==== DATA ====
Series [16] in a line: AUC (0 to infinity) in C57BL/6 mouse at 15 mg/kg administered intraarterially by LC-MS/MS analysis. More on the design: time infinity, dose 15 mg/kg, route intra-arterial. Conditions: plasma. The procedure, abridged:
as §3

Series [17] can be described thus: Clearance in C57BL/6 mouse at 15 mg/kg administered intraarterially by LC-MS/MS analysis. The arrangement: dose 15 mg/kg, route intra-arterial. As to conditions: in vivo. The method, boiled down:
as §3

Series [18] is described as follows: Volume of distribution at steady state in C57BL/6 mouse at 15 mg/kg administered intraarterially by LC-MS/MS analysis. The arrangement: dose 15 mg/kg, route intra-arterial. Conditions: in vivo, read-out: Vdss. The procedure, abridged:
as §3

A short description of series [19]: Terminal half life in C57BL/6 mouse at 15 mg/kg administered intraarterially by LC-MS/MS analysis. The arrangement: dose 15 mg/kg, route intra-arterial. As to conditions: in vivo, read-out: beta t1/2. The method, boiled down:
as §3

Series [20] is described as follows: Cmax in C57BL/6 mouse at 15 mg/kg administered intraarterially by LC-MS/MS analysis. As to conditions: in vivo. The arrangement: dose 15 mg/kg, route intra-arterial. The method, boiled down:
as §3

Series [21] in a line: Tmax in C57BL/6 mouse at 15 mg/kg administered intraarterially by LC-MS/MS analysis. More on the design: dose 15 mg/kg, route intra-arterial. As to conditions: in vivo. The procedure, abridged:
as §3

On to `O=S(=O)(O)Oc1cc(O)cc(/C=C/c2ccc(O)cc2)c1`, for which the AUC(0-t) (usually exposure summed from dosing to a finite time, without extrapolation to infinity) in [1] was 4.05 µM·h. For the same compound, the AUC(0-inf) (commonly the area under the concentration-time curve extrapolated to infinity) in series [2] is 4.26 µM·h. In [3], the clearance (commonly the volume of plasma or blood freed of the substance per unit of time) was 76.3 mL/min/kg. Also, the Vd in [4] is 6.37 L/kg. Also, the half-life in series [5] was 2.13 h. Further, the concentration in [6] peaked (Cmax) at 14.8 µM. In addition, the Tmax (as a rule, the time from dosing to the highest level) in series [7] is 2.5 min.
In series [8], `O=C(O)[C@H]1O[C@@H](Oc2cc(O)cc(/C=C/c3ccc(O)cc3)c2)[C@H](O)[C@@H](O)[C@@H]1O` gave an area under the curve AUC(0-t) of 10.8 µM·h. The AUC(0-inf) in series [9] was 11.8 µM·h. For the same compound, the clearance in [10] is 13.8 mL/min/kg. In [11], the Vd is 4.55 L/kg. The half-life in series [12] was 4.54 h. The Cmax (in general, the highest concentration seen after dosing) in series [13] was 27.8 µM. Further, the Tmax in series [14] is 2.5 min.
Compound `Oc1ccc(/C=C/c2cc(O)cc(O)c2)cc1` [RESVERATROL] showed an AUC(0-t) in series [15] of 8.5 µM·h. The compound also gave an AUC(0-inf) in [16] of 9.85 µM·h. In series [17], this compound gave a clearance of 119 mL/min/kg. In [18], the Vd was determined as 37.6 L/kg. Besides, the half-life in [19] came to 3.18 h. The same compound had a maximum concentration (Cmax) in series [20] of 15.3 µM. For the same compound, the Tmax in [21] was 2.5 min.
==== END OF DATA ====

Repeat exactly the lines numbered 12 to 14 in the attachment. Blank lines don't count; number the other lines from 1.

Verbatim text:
as §3

On to `O=S(=O)(O)Oc1cc(O)cc(/C=C/c2ccc(O)cc2)c1`, for which the AUC(0-t) (usually exposure summed from dosing to a finite time, without extrapolation to infinity) in [1] was 4.05 µM·h. For the same compound, the AUC(0-inf) (commonly the area under the concentration-time curve extrapolated to infinity) in series [2] is 4.26 µM·h. In [3], the clearance (commonly the volume of plasma or blood freed of the substance per unit of time) was 76.3 mL/min/kg. Also, the Vd in [4] is 6.37 L/kg. Also, the half-life in series [5] was 2.13 h. Further, the concentration in [6] peaked (Cmax) at 14.8 µM. In addition, the Tmax (as a rule, the time from dosing to the highest level) in series [7] is 2.5 min.
In series [8], `O=C(O)[C@H]1O[C@@H](Oc2cc(O)cc(/C=C/c3ccc(O)cc3)c2)[C@H](O)[C@@H](O)[C@@H]1O` gave an area under the curve AUC(0-t) of 10.8 µM·h. The AUC(0-inf) in series [9] was 11.8 µM·h. For the same compound, the clearance in [10] is 13.8 mL/min/kg. In [11], the Vd is 4.55 L/kg. The half-life in series [12] was 4.54 h. The Cmax (in general, the highest concentration seen after dosing) in series [13] was 27.8 µM. Further, the Tmax in series [14] is 2.5 min.